What Happens When Spouses Own Businesses Together In Divorce?
When spouses decide to divorce, the complex areas of dissolution begin to reveal themselves in many ways. If they share children, how are they going to split their time? Who will pay child support? Will one receive spousal support? How will they divide their shared property?
When couples own a business together, the marital split — and the details therein — become considerably more complicated. At Whitmarsh Family Law, our Los Angeles, California divorce attorney is experienced in providing solutions for spouses who co-own businesses, so they are able to move forward with their lives separately with confidence.
What Solutions Are Available For Divorcing Spouses Who Co-Own Businesses?
Every married couple who co-owna a business, or businesses, together is unique. Your circumstances may be very different than another couple, and each solution will differ accordingly.
There are many things to consider when co-owners divorce, including the tax implications, and the balance of the financial consequences. However, there are several solutions that are available to each couple, based on their specific conditions.
Option One: One Spouse Keeps the Business
One spouse may offer the other a buyout for their portion of the business, so s/he is able to retain it wholly on their own. This approach may require a professional business valuation to determine the total ownership interests, and what the buy-out amount would be. This approach may also be subject to negotiations and is typically the most common when divorce is the driving factor.
Option Two: Both Spouses Continue to Own the Business Together
For some, divorce does not mean they are unable to continue owning a business together. This is common when both spouses are partners with several other individuals and are able to amicably dissolve their marriage.
Option Three: The Spouses Sell the Business and Split the Proceeds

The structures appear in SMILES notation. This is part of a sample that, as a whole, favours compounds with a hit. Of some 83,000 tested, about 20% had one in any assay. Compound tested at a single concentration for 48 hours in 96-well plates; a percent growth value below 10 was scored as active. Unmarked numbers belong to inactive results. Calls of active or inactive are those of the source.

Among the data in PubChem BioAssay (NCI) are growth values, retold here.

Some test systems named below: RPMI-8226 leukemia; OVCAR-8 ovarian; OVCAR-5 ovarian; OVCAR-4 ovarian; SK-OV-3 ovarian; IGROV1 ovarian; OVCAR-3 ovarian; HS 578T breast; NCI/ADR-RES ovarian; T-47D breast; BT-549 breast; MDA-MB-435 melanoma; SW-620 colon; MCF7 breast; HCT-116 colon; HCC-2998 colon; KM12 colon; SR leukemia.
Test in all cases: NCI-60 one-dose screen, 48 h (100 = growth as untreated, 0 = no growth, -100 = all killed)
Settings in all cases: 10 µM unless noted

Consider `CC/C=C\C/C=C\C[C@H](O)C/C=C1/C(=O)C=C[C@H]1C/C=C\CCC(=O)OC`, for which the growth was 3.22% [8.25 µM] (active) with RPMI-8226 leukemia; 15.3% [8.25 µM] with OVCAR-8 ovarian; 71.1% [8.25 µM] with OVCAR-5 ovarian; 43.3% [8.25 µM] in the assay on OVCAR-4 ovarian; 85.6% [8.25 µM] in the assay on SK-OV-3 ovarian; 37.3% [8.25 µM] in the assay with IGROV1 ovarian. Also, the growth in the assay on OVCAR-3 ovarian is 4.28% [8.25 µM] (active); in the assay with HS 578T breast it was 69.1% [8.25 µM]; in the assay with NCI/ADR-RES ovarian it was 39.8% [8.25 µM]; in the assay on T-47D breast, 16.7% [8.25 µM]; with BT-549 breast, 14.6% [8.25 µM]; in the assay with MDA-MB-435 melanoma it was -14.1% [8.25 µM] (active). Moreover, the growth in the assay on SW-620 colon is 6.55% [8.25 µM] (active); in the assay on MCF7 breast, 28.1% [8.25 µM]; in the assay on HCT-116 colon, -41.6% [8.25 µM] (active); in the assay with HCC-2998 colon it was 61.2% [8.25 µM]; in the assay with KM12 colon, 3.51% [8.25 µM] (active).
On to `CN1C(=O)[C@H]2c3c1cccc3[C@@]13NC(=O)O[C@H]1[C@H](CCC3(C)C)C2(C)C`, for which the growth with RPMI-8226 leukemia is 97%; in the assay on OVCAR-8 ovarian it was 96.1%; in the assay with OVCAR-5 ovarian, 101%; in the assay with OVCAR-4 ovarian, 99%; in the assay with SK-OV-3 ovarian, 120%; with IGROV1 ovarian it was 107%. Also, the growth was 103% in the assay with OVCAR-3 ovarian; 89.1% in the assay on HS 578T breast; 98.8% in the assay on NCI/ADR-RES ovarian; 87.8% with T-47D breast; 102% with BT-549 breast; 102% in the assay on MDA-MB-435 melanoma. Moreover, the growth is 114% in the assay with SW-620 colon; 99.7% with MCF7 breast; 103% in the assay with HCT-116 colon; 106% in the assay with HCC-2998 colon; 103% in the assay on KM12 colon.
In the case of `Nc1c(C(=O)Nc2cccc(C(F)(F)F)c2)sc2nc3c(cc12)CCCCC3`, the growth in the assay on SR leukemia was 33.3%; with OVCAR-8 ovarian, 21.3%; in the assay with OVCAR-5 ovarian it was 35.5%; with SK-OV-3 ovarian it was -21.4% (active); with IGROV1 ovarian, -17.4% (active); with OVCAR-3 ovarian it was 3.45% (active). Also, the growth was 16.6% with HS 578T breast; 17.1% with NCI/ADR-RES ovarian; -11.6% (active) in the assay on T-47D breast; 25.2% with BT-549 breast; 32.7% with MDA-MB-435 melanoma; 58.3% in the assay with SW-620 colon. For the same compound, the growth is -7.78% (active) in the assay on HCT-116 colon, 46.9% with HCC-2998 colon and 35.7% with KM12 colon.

Much like spouses often decide to sell the marital home during a divorce, split the proceeds, and go their opposite ways, business ownership can be handled the same way.
This option requires the spouses to divide the responsibilities of the company’s operation until it sells, and to determine — together, or through negotiations — how they will evaluate the fair market value of its sale.
Preemptive Protection For Married Couples Who Co-Own Businesses
When couples decide to start a business together, there are often no operating agreements in place, as the business has been built and formed by two people who were planning to spend the rest of their lives together.
For each spouse’s protection and future financial stability, Los Angeles prenuptial and postnuptial agreements can be designed to ensure everyone’s interests are safeguarded going forward. These legally binding documents provide clarity, speed, and reduced expenses that protect both parties, and the business, in the event of a divorce.
If you have questions about business ownership and divorce, or would like to pursue a legally binding nuptial agreement to protect your business interests, our Whitmarsh Family Law Los Angeles County divorce attorney will provide answers during a free consultation by calling (310) 879-1980 today.